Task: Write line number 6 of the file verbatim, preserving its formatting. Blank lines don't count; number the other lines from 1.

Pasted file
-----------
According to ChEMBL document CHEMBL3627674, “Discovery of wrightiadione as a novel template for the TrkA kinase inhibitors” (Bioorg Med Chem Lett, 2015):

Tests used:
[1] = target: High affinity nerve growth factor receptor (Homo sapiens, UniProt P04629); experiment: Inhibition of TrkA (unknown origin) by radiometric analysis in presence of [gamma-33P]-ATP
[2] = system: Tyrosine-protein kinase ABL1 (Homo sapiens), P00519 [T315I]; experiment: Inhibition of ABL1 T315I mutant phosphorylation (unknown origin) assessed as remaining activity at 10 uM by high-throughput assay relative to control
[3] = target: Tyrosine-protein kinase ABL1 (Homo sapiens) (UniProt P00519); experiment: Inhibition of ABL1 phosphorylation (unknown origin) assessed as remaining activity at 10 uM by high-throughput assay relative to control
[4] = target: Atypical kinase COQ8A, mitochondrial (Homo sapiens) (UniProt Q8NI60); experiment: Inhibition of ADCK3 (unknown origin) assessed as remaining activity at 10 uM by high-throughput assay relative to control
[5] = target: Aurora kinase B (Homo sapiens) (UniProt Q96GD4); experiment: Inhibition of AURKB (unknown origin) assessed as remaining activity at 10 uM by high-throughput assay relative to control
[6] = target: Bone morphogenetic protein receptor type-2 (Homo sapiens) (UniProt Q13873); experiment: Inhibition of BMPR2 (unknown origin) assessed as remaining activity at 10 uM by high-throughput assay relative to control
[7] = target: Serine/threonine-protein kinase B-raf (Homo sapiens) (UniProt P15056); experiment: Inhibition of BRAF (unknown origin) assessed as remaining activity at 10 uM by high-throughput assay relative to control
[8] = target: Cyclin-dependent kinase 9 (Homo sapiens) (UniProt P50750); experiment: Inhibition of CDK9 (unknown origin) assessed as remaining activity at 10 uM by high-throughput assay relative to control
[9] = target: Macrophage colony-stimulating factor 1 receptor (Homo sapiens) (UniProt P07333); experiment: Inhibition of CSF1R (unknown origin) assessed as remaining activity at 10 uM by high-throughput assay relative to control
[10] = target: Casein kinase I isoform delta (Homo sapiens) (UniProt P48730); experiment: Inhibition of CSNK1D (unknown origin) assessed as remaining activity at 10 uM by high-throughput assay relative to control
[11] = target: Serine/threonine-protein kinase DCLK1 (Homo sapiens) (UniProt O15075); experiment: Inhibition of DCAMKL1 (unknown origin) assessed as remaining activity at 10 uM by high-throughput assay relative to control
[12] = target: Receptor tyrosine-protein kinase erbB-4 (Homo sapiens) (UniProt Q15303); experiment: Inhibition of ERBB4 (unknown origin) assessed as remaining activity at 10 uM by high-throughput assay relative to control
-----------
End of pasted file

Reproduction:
[4] = target: Atypical kinase COQ8A, mitochondrial (Homo sapiens) (UniProt Q8NI60); experiment: Inhibition of ADCK3 (unknown origin) assessed as remaining activity at 10 uM by high-throughput assay relative to control